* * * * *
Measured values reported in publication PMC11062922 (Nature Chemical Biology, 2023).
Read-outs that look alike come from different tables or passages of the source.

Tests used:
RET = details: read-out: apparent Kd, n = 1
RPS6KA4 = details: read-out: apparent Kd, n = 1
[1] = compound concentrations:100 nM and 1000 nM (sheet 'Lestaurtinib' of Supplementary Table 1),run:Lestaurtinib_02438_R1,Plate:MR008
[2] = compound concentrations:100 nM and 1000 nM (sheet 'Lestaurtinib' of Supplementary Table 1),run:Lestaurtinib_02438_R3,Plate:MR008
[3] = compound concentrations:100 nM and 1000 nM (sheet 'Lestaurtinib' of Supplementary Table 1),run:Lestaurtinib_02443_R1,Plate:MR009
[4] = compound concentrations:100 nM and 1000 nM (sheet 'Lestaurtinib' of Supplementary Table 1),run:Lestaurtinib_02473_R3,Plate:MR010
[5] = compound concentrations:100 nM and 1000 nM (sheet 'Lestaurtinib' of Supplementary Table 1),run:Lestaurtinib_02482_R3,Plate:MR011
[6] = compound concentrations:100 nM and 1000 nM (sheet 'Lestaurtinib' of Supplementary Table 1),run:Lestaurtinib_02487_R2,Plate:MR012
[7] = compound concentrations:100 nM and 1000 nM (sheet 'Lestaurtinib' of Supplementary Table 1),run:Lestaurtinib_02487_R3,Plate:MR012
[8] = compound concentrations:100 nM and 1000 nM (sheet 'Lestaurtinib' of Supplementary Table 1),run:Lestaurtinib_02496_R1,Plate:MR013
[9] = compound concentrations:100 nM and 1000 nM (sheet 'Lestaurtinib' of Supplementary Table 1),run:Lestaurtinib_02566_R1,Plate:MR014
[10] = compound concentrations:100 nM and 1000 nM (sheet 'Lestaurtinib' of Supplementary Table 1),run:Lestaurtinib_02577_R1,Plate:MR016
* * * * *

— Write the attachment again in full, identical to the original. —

Measured values reported in publication PMC11062922 (Nature Chemical Biology, 2023).
Read-outs that look alike come from different tables or passages of the source.

Tests used:
RET = details: read-out: apparent Kd, n = 1
RPS6KA4 = details: read-out: apparent Kd, n = 1
[1] = compound concentrations:100 nM and 1000 nM (sheet 'Lestaurtinib' of Supplementary Table 1),run:Lestaurtinib_02438_R1,Plate:MR008
[2] = compound concentrations:100 nM and 1000 nM (sheet 'Lestaurtinib' of Supplementary Table 1),run:Lestaurtinib_02438_R3,Plate:MR008
[3] = compound concentrations:100 nM and 1000 nM (sheet 'Lestaurtinib' of Supplementary Table 1),run:Lestaurtinib_02443_R1,Plate:MR009
[4] = compound concentrations:100 nM and 1000 nM (sheet 'Lestaurtinib' of Supplementary Table 1),run:Lestaurtinib_02473_R3,Plate:MR010
[5] = compound concentrations:100 nM and 1000 nM (sheet 'Lestaurtinib' of Supplementary Table 1),run:Lestaurtinib_02482_R3,Plate:MR011
[6] = compound concentrations:100 nM and 1000 nM (sheet 'Lestaurtinib' of Supplementary Table 1),run:Lestaurtinib_02487_R2,Plate:MR012
[7] = compound concentrations:100 nM and 1000 nM (sheet 'Lestaurtinib' of Supplementary Table 1),run:Lestaurtinib_02487_R3,Plate:MR012
[8] = compound concentrations:100 nM and 1000 nM (sheet 'Lestaurtinib' of Supplementary Table 1),run:Lestaurtinib_02496_R1,Plate:MR013
[9] = compound concentrations:100 nM and 1000 nM (sheet 'Lestaurtinib' of Supplementary Table 1),run:Lestaurtinib_02566_R1,Plate:MR014
[10] = compound concentrations:100 nM and 1000 nM (sheet 'Lestaurtinib' of Supplementary Table 1),run:Lestaurtinib_02577_R1,Plate:MR016